Research forms the foundation for Anova’s programmatic work. Reliable data are an invaluable source of direction for project teams, helping them identify needs and shortfalls and ensuring that their responses are targeted and comprehensive.

Anova has become increasingly involved in the production of research and is making significant contributions to the existing body of knowledge around HIV. Specifically, this work is providing insight where there is little current knowledge. These traditionally under-researched areas include children, STIs in rural areas, ocular disease and HIV, as well as at-risk populations, including men who have sex with men (MSM).

By partnering with renowned local and international universities and research institutions Anova is producing research that partners, government and donors can trust.

Finding effective ways of diagnosing TB

The accurate diagnosis of TB in public health facilities remains problematic. Many sites are far removed from laboratories where routine TB sputum tests and microscopy are usually performed, making the process lengthy and resource-intensive.

With the introduction of new technology that tests for TB on a molecular level, diagnosis can now take place at the point-of-care. The GeneXpert ™ is a small portable machine that provides results on the same day. But the cost of acquiring the GeneXpert™ is steep, raising questions about the feasibility of point-of-care testing.

Anova has embarked on research that will evaluate different operational setups for TB testing to provide some direction on the future of mobile TB testing. This high-profile project compares the diagnostic and clinical impact of direct diagnosis with laboratory-based diagnosis of TB. The project is conducted in collaboration with the University of Pretoria, the Medical Research Council Pretoria and the National Institute for Communicable Diseases.

Understanding ART effects on children

Children are often unable to properly identify and communicate the effect that medication has on their bodies and psyche. Knowing how certain treatments affect children and finding ways to respond to these effects is crucial to ensuring they comply with treatment and continue to lead a happy and rewarding life.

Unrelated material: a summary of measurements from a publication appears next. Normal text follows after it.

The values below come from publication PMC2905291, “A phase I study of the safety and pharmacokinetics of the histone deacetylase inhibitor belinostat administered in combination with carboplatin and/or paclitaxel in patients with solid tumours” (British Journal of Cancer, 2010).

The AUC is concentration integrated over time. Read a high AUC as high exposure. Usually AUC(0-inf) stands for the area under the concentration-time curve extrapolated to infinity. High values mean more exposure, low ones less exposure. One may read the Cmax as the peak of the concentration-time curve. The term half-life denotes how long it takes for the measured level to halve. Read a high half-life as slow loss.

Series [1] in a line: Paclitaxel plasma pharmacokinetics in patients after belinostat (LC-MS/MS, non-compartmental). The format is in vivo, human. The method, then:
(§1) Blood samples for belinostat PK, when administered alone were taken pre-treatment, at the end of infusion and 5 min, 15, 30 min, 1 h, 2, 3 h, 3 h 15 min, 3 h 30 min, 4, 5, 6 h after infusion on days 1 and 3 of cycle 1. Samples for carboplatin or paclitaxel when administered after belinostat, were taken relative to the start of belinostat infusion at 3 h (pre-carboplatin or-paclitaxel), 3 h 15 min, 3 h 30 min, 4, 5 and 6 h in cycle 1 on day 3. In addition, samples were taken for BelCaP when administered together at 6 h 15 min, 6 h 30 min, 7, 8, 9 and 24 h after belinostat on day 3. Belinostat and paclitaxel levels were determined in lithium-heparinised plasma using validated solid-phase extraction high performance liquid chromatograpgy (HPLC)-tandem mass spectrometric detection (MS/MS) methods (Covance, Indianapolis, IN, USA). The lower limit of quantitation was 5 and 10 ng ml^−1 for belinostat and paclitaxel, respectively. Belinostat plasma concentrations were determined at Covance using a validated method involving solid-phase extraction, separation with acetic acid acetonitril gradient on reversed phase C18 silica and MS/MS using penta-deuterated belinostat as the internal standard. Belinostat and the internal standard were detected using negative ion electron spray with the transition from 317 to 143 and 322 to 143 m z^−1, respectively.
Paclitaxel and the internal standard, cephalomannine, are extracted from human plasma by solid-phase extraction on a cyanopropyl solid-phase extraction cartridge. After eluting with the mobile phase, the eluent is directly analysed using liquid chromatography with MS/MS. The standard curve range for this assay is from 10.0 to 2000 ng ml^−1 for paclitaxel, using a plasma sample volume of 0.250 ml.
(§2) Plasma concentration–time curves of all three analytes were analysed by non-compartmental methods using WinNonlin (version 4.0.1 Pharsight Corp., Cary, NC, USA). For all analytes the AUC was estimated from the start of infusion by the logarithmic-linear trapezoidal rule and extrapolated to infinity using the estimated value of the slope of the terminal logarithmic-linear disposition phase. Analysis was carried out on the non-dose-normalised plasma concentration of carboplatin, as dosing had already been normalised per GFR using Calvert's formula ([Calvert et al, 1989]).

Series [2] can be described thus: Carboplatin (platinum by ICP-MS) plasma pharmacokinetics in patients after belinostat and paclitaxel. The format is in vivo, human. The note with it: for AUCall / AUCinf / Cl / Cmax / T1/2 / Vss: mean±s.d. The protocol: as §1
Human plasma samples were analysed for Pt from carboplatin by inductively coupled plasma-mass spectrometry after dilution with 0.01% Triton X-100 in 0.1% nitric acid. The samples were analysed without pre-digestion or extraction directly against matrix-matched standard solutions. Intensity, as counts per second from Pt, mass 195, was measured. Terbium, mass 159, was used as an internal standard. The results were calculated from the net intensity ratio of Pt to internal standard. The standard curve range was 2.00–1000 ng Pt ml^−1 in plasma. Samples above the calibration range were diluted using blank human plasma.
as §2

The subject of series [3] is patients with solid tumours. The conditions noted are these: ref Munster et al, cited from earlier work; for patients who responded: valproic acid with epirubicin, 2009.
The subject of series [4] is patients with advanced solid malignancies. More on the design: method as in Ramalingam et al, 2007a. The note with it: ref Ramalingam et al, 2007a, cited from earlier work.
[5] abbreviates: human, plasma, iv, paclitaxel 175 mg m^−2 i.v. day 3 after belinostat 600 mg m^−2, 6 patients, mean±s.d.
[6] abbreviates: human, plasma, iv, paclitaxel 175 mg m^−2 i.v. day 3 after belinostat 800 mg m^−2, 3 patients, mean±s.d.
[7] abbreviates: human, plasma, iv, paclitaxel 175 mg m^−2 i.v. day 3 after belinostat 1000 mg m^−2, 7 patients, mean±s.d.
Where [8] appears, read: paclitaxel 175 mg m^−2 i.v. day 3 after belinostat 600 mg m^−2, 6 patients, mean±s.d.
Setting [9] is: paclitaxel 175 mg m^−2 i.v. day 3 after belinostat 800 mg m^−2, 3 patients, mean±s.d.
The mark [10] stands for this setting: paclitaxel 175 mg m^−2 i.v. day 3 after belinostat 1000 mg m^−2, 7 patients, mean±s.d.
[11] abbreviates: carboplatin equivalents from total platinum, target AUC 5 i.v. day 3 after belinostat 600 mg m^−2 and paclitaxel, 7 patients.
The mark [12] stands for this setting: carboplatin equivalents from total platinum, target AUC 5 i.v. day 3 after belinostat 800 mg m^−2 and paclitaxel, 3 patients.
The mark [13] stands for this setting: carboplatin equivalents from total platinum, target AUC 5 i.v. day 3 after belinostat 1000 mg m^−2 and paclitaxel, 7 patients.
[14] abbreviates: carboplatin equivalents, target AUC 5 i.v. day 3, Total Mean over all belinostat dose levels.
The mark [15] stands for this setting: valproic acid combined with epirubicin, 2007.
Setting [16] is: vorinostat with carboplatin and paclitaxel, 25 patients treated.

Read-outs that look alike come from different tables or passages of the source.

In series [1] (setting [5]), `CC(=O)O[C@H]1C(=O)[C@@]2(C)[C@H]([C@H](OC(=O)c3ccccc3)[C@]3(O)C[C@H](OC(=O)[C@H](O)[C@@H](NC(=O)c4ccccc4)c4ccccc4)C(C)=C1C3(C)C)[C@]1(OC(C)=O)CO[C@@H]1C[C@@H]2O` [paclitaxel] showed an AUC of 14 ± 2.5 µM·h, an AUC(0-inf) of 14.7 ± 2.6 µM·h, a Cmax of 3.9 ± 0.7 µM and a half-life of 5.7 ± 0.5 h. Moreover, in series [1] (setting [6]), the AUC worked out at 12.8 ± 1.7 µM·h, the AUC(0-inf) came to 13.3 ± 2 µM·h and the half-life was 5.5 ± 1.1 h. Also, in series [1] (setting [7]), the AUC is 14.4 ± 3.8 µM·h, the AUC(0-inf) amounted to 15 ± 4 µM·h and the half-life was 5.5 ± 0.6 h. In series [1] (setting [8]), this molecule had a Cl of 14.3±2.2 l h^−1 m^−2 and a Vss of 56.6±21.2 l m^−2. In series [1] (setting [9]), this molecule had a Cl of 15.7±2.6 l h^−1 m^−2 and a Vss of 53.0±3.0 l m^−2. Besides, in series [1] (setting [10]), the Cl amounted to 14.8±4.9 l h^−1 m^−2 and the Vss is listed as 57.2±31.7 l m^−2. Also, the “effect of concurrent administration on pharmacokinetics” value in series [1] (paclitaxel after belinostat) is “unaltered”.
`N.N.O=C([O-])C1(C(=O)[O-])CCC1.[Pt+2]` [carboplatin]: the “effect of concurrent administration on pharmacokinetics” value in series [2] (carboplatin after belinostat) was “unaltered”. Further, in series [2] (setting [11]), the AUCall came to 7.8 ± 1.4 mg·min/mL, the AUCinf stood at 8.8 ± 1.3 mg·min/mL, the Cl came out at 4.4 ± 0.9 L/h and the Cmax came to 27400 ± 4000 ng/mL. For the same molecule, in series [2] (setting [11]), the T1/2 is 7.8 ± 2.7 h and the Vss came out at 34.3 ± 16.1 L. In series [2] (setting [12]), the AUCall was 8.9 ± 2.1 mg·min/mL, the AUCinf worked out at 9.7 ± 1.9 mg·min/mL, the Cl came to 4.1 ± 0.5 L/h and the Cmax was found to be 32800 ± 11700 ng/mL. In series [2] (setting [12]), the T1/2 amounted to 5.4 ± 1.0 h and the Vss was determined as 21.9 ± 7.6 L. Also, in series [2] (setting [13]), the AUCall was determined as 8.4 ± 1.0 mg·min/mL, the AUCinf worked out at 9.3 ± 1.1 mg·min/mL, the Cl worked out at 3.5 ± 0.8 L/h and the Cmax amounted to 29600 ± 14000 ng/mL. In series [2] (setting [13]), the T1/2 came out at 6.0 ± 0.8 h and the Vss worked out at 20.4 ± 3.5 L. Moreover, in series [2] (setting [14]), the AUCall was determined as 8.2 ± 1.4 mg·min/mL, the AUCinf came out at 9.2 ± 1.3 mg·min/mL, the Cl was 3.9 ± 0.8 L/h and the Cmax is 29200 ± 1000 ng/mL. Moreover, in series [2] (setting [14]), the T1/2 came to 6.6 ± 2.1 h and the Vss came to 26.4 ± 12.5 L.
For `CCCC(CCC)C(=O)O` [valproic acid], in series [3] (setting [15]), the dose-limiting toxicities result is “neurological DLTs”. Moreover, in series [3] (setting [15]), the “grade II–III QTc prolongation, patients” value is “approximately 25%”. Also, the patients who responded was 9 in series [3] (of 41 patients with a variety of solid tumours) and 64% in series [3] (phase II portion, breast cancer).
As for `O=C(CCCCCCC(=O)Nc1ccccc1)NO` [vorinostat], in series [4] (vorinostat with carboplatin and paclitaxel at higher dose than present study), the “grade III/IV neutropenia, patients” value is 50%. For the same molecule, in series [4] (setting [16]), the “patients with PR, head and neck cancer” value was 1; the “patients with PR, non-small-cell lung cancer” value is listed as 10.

Anova’s Limpopo-based team conducted research to improve understanding of the effects of HIV treatment on children. Their findings revealed that hyperlactataemia—the build up of lactic acid in the body—is a common side-effect among children taking antiretroviral treatment (ART) in the Mopani district of Limpopo.

Knowing that hyperlactataemia is prevalent among children in the district will facilitate future early diagnosis of the condition, which is likely to lead to improved management of side-effects for these young patients.

The same team also found that peripheral neuropathy is common among children on ART in the Mopani district. Whilst peripheral neuropathy, the damage of nerve endings that can cause pain and numbness in the legs and arms, is frequently associated with ART and HIV infection, data on neuropathy in children is thin. Anova used the neuropathy symptom score (NSS) and neuropathy disability score (NDS) to screen for peripheral neuropathy, proving that these tools are effective in resource-poor settings.

Little research exists around the prevalence of STIs in rural areas. In response, Anova conducted research among 604 women in the Mopani district, screening for chlamydia and gonorrhoea. The research included oral and anal infection, an area for which there is virtually no data in Africa.

The study also assessed condom use and sexual coercion. Preliminary results presented at the AIDS 2012 conference revealed a high prevalence of infections and also showed that these are often asymptomatic.

Anova’s Health4Men team is conducting a number of research projects which promise to shed more light on this under-researched area. This has included an investigation into the prevalence of symptomatic and asymptomatic STIs among men who have sex with men, a study conducted in collaboration with the National Institute of Communicable Diseases in Pretoria. The study is based on the knowledge that many cases of sexually transmitted infection do not have outwardly detectable symptoms and are thus termed “asymptomatic”.

Eye infections and HIV

The effect HIV has on the body’s immune system leaves it vulnerable to many diseases. This includes often devastating eye conditions. Anova is partnering with the Erasmus University Rotterdam on a study funded through the Virus Discovery initiative that aims to improve the management of eye diseases among people living with HIV, particularly in rural settings.

Anova’s Khutšo Kurhula project will has been raising the level of awareness of ocular conditions among healthcare workers in Mopani, Limpopo, and has started rolling out appropriate training withing the clinics.

Anova’s monitoring and evaluation teams have conducted research into the effective implementation of an electronic ART register, known as Tier.Net – which allows for more efficient and accurate capturing of patient information and progress.

National implementation of the system will for the first time allow for the collation and thorough analysis of the country’s ART data.

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